Freeware Utilities Aren’t Worth the Cost

I feel like dropping my bike on rollers and doing some intervals. All I need is a timer. Google turns up a bunch of programs! One minute later: none of the programs with descriptions are what I want, and most don’t even have descriptions. Why am I even bothering to Google for this? I could write a script that does what I want in one second; back in a sec.

while true; do sleep 60; print \\a; done

Shoot, the cygwin alarm isn’t loud enough. How do I make it louder? Back to Google. Thirty seconds later: Great! A hundred different message board and mailing list posts, most of which have no replies. I could have written a program that would do what I want in the time I spent searching. Back in thirty seconds. Maybe forty, since I’m not really familiar with F# or .NET

let timer =

  let t = new System.Timers.Timer()

  t.Interval <- 60000.0

  t.Enabled <- true

  t.Elapsed.Add(fun _ -> System.Media.SystemSounds.Hand.Play())



  print_endline “Enter to kill”

  read_line() |> ignore

  t.Enabled <- false

O! It’s loud enough even if I don’t adjust the volume. I’m done! And it only took ten seconds, since I didn’t need any volume controls.

Now I want to be able to copy and paste this to Trillian, which is running on one of my other machines. At least Google only gives returns one result this time, and the linked program will even do what I want. But it costs $25. Are they kidding? Back in five minutes.

This has been happening more and more lately. Whenever I search for some trivial Windows utility, Google returns hundreds of irrelevant results and a few commercial programs which are relevant but cost $5/minute. I wonder why I don’t have this problem when I’m looking for Linux utilities, despite being a better Linux programmer. Ahh, well, time to hop on the bike. Back in a an hour . . .

Freeware Utilities Aren’t Worth the Cost

Mysterious Opcodes and Instruction Prefixes in Windows 98 and Windows Vista

I’ve been playing around with running Windows on top of a VM and it’s got some strange looking opcodes I can’t figure out.

Windows 98 has opcodes that have redundant prefixes. For those of you that don’t muck around in assembly, x86 has prefixes to do things like access the 16-bit version of an instruction instead of the 32-bit version of the instruction. It’s legal to tack on the same prefix multiple times (and every processor I’ve tried even does the same thing if you add contradictory prefixes). I doubt any Win98 era compiler generated redundant prefixes, so those prefixes must have been added on purpose. But why? It’s clearly not for alignment reasons in Windows, and it even mucks up the alignment in a few places. Even if alignment were an issue, adding redundant prefixes would have been bad way to go about it at the time – decoding extra prefixes was expensive prior to Athlon and Banias on Intel and AMD processors, respectively.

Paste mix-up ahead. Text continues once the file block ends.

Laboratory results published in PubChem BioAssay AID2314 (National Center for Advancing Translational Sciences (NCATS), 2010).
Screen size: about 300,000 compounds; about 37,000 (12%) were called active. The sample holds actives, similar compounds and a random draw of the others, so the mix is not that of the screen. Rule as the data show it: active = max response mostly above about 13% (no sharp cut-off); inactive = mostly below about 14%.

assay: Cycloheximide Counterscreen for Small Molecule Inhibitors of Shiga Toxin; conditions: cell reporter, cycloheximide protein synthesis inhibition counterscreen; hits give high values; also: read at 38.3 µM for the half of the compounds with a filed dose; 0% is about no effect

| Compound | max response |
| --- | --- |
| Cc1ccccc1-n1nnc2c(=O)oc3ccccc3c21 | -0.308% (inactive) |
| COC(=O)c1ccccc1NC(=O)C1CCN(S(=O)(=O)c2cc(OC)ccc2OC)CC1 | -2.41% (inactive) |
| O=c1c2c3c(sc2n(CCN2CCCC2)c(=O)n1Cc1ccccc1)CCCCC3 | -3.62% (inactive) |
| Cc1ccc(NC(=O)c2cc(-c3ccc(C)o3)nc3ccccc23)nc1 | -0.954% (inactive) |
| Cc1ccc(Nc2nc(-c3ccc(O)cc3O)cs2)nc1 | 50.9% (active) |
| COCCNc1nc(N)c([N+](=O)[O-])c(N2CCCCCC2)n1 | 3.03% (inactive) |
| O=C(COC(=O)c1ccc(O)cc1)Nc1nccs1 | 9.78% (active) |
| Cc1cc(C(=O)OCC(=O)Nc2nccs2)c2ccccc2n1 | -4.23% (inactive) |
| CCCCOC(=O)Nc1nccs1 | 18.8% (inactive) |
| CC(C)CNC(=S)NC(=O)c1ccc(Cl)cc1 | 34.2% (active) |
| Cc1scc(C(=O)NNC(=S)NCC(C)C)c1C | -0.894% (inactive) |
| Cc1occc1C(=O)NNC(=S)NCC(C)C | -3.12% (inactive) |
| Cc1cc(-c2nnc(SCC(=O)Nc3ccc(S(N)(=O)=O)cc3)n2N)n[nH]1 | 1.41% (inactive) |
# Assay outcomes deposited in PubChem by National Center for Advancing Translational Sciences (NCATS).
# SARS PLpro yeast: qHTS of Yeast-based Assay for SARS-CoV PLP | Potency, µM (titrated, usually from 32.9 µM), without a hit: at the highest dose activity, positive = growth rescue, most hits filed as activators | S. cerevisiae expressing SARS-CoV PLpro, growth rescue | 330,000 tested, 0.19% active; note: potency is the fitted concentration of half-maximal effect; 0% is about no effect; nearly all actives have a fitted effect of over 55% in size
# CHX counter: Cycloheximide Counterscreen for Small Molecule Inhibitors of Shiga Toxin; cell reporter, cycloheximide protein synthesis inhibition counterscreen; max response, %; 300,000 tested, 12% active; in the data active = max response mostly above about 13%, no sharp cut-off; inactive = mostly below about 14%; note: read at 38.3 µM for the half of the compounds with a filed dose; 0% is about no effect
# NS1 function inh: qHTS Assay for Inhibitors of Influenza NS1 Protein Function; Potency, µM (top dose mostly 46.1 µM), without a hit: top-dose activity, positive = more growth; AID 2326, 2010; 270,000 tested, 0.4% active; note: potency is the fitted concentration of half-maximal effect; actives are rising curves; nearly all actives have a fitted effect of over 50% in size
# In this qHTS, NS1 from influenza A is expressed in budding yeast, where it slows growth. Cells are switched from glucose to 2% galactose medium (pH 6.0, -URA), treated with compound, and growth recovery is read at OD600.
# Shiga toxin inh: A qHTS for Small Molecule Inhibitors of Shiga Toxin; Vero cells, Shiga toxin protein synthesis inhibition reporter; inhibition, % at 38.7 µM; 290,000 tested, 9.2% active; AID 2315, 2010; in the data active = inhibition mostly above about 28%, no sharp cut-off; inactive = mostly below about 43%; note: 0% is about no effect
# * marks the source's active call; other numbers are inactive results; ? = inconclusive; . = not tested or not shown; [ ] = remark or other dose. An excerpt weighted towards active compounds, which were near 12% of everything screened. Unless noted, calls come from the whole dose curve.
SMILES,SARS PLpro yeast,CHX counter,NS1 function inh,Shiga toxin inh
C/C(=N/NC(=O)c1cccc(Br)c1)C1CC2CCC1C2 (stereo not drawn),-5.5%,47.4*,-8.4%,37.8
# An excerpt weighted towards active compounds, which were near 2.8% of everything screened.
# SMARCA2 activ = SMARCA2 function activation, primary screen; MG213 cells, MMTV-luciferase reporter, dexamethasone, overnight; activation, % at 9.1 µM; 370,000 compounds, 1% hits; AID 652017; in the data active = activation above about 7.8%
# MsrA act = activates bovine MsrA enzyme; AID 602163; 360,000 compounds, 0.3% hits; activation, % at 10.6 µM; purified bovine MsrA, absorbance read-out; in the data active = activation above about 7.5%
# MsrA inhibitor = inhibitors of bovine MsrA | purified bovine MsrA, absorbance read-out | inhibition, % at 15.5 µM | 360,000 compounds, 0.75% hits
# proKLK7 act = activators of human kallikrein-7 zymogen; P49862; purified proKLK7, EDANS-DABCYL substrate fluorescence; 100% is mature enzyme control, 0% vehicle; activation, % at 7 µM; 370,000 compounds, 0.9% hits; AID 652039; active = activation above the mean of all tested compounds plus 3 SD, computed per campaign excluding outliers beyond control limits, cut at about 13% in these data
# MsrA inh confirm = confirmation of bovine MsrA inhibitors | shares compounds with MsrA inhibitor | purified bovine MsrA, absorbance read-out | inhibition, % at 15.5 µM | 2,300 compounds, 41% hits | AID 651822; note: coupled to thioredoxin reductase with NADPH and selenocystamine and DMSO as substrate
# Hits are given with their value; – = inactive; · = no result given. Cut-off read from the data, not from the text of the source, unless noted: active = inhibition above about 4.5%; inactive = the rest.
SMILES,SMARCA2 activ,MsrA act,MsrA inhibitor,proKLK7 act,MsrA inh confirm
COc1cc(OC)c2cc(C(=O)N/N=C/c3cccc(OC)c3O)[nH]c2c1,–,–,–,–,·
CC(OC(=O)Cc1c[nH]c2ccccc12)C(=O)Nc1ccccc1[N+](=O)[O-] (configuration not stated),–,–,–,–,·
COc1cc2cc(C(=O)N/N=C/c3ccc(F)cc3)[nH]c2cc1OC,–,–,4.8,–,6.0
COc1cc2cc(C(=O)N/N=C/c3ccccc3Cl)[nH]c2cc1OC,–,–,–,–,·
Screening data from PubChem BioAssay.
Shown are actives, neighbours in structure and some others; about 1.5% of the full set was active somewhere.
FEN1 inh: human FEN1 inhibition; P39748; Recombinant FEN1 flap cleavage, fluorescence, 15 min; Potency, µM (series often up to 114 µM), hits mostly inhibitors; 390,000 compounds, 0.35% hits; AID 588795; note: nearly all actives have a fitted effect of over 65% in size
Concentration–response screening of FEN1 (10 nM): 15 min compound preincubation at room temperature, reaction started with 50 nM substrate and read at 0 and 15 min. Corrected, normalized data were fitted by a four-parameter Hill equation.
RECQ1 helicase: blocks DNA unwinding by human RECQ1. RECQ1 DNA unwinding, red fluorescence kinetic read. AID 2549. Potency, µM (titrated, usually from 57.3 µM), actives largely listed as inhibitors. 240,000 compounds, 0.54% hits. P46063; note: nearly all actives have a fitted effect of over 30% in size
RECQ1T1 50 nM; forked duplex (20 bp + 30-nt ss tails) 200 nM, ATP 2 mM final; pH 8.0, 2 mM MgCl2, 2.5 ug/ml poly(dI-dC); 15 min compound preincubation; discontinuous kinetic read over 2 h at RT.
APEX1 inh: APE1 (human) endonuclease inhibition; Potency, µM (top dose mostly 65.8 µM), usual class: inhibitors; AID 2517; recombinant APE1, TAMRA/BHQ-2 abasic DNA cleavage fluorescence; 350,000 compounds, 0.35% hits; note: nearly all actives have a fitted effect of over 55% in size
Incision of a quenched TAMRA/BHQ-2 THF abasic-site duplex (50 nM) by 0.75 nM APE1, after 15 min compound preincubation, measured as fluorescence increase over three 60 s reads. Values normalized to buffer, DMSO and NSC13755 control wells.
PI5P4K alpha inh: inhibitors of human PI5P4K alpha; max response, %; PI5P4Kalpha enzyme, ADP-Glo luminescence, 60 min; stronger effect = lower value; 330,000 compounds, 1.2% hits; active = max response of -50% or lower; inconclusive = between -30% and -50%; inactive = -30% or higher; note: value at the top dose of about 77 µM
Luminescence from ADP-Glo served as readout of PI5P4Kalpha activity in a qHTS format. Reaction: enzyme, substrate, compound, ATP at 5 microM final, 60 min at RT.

It’s at least possible that an assembly coder would add a new unsupported prefix manually, and then forget to remove the extra prefix when the assembler is updated, but Vista has me completely baffled: it issues 0x0F0D opcodes. That’s a NOP on my Conroe, but it’s a 3dNow! prefetch opcode on older AMD processors, and it causes an undefined opcode exception on Intel processors up to and including Prescott. As in the previous case, this doesn’t seem to be for alignment purposes. AMD supports Intel’s prefetch opcodes, so it’s not because you need to issue both AMD specific and Intel specific preftech opcodes. I can see why you’d want to NOPs in a debug build (since they let you place breakpoints in places you might not otherwise be able to) but surely the Vista release build isn’t a debug build.

Even if you want a NOP, why use 0x0F0D? 0x90 works fine, and won’t cause problems on older processors. If you want a longer NOP, you can always add prefixes (which are fast now). Is it only used in the Core2 codepath? I tried spoofing the CPUID to match Prescott, and I still saw this mysterious new NOP, but I was only spoofing family, model, and stepping. Maybe Windows looks at the feature flags to really determine which CPU is really being used, in which case it would have still gone down the Core2 codepath. Even if I spoofed those, who knows what else MS uses to identify a CPU? I’m tempted to buy an old Prescott system off ebay just to see if Vista takes the same codepath, causing the CPU to throw undefined opcode exceptions all the time.

Considering all of the effort that MS goes through to improve Windows performance, they must know they’re doing this. It’s unlikely that it’s an accidental last minute change

UPDATE: After experimenting with some cache tests, we can see that 0x0F0D is actually causes prefetches on Conroe (and newer) processors, even though the current version of the Intel Architecture Manual claims that the opcode doesn’t do anything. What other 3dNow! opcodes has Intel adopted?

UPDATE 2: Raymond Chen gives one reason you might want odd prefixes on things: to work around Intel CPU bugs. It turns out that work-around was pulled before the OS was released, but perhaps there’s a similar explanation for the odd opcodes I was seeing.

Mysterious Opcodes and Instruction Prefixes in Windows 98 and Windows Vista